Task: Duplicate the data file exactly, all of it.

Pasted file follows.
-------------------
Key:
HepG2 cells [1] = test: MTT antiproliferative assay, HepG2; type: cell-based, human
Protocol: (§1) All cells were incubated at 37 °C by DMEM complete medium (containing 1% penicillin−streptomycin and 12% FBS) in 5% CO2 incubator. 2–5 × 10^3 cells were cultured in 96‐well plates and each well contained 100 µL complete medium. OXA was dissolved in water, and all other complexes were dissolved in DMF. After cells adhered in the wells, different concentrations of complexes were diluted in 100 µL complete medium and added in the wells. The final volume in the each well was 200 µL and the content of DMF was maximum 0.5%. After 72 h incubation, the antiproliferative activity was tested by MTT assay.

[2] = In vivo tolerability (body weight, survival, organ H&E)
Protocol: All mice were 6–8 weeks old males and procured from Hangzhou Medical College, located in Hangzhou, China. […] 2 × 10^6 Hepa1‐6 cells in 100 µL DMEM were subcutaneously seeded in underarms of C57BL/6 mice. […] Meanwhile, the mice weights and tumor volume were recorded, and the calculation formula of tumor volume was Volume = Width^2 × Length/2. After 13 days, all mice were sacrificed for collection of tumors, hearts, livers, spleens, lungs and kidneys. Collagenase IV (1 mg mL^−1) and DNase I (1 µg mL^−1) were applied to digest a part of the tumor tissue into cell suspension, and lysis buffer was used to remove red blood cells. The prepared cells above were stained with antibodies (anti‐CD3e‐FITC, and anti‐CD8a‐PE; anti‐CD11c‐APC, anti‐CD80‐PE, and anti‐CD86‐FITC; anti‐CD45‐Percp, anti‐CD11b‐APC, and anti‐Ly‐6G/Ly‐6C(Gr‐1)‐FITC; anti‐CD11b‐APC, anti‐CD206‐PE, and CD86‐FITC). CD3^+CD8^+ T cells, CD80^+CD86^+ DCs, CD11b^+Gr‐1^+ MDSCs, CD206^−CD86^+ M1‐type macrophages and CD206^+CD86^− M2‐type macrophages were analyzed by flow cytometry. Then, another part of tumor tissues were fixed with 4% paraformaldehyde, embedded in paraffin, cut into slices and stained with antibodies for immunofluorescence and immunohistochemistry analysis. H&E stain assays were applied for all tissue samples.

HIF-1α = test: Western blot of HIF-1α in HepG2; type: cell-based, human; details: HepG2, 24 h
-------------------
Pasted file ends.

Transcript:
Key:
HepG2 cells [1] = test: MTT antiproliferative assay, HepG2; type: cell-based, human
Protocol: (§1) All cells were incubated at 37 °C by DMEM complete medium (containing 1% penicillin−streptomycin and 12% FBS) in 5% CO2 incubator. 2–5 × 10^3 cells were cultured in 96‐well plates and each well contained 100 µL complete medium. OXA was dissolved in water, and all other complexes were dissolved in DMF. After cells adhered in the wells, different concentrations of complexes were diluted in 100 µL complete medium and added in the wells. The final volume in the each well was 200 µL and the content of DMF was maximum 0.5%. After 72 h incubation, the antiproliferative activity was tested by MTT assay.

[2] = In vivo tolerability (body weight, survival, organ H&E)
Protocol: All mice were 6–8 weeks old males and procured from Hangzhou Medical College, located in Hangzhou, China. […] 2 × 10^6 Hepa1‐6 cells in 100 µL DMEM were subcutaneously seeded in underarms of C57BL/6 mice. […] Meanwhile, the mice weights and tumor volume were recorded, and the calculation formula of tumor volume was Volume = Width^2 × Length/2. After 13 days, all mice were sacrificed for collection of tumors, hearts, livers, spleens, lungs and kidneys. Collagenase IV (1 mg mL^−1) and DNase I (1 µg mL^−1) were applied to digest a part of the tumor tissue into cell suspension, and lysis buffer was used to remove red blood cells. The prepared cells above were stained with antibodies (anti‐CD3e‐FITC, and anti‐CD8a‐PE; anti‐CD11c‐APC, anti‐CD80‐PE, and anti‐CD86‐FITC; anti‐CD45‐Percp, anti‐CD11b‐APC, and anti‐Ly‐6G/Ly‐6C(Gr‐1)‐FITC; anti‐CD11b‐APC, anti‐CD206‐PE, and CD86‐FITC). CD3^+CD8^+ T cells, CD80^+CD86^+ DCs, CD11b^+Gr‐1^+ MDSCs, CD206^−CD86^+ M1‐type macrophages and CD206^+CD86^− M2‐type macrophages were analyzed by flow cytometry. Then, another part of tumor tissues were fixed with 4% paraformaldehyde, embedded in paraffin, cut into slices and stained with antibodies for immunofluorescence and immunohistochemistry analysis. H&E stain assays were applied for all tissue samples.

HIF-1α = test: Western blot of HIF-1α in HepG2; type: cell-based, human; details: HepG2, 24 h